Samuel Miele, 27, worked for Santos during the 2020 and 2022 election cycles as a campaign fundraiser. He is facing four federal felony counts of wire fraud and one count of aggravated identity theft.
The scope of the indictment alleges that between August and December 2021, Miele "falsely and without authorization impersonated" a person who was "a high-ranking aide to a member of the House with leadership responsibilities … for the purpose of soliciting contributions to the campaign and enriching himself through commissions earned."
The funds Miele garnered were then deposited into Santos' campaign account, after which Miele received a 15 percent commission.
The person Miele allegedly impersonated is not named in the federal indictment. But the details of the charges match with multiple news reports from earlier this year noting how Miele was fired from Santos' staff when he allegedly claimed to be Dan Meyer, the former longtime chief of staff to House Speaker Kevin McCarthy, who at the time the incidents took place was the House Minority Leader.
As part of Miele's schemes, he created an email account using the first letter and full last name of Meyer and signed the emails with the aide's full name and title. This email account was allegedly used during the time period presented in the indictment.
And then on Sept. 26, 2022, Miele allegedly sent a letter to Santos "in which he admitted to 'faking my identity to a big donor,' but stated that he was 'high risk, high reward in everything I do,'" reads the indictment, filed in the United States District Court for the Eastern District of New York.
Miele was immediately arraigned on the indictment and pleaded not guilty to the charges in a federal court in Brooklyn. He was released on a $150,000 bond.
Miele's attorney, Kevin Marino, told reporters that his client is not guilty of these charges. "He looks forward to complete vindication at trial as soon as possible," Marino said.
Miele's alleged ruse was discovered when a suspicious Santos donor reached out to Meyer through intermediaries and asked him about the fundraising pitch.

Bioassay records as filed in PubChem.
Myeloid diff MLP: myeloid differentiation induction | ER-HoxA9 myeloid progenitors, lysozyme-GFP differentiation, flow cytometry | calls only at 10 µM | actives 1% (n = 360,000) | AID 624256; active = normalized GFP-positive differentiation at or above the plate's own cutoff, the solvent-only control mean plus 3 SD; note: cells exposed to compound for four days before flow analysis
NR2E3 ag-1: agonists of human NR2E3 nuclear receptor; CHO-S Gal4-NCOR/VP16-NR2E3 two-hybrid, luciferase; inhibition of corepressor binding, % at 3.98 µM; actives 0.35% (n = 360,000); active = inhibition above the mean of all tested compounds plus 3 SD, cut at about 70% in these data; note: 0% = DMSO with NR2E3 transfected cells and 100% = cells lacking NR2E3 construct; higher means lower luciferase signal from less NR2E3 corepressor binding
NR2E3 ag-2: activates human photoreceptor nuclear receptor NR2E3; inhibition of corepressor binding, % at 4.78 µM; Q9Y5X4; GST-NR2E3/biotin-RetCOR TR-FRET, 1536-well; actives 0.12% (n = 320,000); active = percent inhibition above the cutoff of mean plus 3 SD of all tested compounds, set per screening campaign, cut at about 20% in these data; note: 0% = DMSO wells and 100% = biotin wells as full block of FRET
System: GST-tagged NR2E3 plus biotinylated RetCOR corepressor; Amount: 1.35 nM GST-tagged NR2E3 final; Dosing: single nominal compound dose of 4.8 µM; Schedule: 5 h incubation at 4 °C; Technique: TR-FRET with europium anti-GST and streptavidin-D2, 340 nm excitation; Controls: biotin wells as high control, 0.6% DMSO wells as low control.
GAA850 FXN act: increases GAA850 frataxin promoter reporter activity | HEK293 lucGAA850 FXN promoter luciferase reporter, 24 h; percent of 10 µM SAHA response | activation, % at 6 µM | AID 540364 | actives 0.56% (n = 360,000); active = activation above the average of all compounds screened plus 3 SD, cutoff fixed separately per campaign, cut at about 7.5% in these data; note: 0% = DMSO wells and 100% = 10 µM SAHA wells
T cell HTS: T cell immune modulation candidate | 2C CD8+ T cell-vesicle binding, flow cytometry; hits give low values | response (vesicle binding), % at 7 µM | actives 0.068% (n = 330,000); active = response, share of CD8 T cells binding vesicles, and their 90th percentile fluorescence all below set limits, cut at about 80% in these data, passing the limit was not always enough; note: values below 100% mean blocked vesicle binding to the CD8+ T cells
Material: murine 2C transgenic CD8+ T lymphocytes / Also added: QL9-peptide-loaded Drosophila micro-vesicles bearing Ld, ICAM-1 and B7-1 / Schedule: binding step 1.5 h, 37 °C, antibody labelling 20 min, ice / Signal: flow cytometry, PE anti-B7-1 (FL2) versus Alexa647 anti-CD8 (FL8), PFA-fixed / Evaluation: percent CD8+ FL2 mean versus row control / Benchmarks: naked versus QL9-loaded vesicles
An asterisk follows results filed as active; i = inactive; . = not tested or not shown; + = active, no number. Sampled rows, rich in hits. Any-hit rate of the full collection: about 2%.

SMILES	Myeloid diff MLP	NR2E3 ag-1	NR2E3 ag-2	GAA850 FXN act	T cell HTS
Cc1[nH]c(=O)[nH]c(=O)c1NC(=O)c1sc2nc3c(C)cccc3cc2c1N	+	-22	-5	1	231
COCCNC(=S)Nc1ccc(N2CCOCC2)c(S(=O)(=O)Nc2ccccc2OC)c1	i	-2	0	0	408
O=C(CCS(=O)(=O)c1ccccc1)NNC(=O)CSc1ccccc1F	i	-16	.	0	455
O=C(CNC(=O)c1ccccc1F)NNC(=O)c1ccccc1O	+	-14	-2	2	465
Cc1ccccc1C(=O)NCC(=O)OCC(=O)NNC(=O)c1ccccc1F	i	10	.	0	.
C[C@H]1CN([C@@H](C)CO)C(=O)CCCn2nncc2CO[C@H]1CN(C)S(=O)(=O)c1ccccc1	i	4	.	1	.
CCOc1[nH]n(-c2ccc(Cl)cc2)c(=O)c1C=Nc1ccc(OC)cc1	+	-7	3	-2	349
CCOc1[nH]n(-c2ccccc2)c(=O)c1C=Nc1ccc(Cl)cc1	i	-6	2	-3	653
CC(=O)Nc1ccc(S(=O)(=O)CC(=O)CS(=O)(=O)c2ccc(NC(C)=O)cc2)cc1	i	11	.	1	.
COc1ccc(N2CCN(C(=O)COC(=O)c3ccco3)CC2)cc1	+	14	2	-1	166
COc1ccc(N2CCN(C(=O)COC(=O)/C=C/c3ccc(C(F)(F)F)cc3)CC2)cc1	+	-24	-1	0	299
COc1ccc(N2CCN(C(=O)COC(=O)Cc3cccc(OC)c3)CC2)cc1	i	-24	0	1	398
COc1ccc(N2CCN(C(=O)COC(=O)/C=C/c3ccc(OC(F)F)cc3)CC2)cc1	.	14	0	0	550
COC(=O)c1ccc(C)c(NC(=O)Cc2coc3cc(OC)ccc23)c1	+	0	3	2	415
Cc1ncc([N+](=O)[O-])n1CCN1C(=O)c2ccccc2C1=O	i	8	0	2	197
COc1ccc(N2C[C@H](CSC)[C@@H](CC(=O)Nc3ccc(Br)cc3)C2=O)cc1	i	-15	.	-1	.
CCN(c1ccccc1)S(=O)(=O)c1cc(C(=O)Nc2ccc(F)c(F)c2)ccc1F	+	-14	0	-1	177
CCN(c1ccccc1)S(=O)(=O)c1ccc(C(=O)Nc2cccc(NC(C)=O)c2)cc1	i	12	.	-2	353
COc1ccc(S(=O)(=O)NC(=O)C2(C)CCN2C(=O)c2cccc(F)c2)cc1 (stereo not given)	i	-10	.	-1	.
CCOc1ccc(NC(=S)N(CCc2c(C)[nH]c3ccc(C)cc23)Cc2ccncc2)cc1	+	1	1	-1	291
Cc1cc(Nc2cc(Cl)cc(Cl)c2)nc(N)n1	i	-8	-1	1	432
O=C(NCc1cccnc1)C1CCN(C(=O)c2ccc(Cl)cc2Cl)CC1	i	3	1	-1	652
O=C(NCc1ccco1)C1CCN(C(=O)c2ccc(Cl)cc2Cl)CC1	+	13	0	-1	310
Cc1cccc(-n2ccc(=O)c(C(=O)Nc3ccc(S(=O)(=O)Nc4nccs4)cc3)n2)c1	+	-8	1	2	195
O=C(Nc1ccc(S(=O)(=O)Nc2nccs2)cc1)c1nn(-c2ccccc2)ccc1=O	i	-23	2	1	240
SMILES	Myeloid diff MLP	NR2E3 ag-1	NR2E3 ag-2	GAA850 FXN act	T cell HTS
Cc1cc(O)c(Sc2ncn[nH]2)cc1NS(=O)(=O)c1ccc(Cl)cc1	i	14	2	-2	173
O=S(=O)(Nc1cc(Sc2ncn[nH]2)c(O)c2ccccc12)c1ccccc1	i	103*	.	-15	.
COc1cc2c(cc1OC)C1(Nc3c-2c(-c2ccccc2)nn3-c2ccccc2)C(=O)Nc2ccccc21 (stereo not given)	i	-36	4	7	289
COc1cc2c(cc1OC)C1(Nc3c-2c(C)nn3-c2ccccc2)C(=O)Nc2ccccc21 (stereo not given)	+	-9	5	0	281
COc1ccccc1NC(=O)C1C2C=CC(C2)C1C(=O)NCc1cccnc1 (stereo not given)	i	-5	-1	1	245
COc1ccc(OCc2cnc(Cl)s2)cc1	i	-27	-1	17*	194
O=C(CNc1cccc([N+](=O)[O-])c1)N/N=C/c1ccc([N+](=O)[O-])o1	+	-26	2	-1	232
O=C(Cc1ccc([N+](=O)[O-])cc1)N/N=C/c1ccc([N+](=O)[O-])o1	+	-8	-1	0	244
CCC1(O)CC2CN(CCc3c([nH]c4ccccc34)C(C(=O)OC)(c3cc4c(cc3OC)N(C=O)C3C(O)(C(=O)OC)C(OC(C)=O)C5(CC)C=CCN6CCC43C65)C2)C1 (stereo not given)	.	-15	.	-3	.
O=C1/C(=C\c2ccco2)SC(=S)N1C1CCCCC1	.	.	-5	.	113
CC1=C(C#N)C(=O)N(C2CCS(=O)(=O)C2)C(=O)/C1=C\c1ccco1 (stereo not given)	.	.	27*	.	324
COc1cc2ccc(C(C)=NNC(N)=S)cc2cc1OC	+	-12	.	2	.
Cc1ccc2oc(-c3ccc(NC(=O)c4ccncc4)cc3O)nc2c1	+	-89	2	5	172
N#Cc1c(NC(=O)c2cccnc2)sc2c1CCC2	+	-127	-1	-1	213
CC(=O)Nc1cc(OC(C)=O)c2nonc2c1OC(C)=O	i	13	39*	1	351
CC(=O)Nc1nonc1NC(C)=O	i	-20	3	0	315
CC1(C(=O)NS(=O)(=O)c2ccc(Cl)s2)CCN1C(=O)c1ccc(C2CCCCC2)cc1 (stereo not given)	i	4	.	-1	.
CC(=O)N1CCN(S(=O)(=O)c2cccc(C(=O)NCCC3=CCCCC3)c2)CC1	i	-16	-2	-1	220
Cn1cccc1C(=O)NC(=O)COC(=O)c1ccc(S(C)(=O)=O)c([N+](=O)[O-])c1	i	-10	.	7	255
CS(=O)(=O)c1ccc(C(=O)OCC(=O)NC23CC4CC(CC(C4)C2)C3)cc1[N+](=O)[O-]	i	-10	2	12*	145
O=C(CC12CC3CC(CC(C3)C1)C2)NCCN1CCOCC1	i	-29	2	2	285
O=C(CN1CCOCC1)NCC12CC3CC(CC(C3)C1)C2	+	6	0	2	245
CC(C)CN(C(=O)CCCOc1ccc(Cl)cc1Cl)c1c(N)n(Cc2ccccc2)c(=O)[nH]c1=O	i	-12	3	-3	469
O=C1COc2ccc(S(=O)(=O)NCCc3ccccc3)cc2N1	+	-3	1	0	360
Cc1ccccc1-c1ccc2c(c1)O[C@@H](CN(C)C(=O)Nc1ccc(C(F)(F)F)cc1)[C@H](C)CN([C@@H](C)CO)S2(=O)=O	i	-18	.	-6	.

"This isn't me," Meyer told the donor, according to the indictment.
The indictment against Miele comes just three months after Santos himself was arrested on charges of wire fraud, money laundering, theft of public funds and making false statements to Congress. Like Miele, Santos has pleaded not guilty to these charges and insisted he has no plans to resign from Congress. (Related: George Santos tied to Ilhan Omar-style immigration marriage scam.)
Santos was not named in the indictment against Miele. But the events outlined in Miele's case overlap with the congressman's own alleged crimes. Because of this overlap, prosecutors have notified the two judges covering both cases and suggested that it "may be appropriate" to reassign both to one judge which "may result in significant savings of judicial resources and serve the interests of justice."
Democrats have also immediately rushed to criticize Santos and the entirety of the Republican Party over Miele's actions.
Rep. Dan Goldman, a Democrat representing a district covering lower Manhattan and parts of Brooklyn, near Santos' own district which covers parts of Queens and Nassau County in Long Island, criticized McCarthy for not sacking Santos.
"According to a federal indictment, George Santos paid someone to impersonate Kevin McCarthy's chief of staff to raise money, yet McCarthy continues to protect Santos," said Goldman. "Pathetic and shameful."
McCarthy, protecting a very narrow majority in the House, has stopped short of calling for Santos to be expelled.
Learn more about incidents involving members of the Republican Party at VoteRepublican.news.
Watch this clip of a staffer for Santos being caught on a secret recording saying she hopes he does get kicked out of Congress.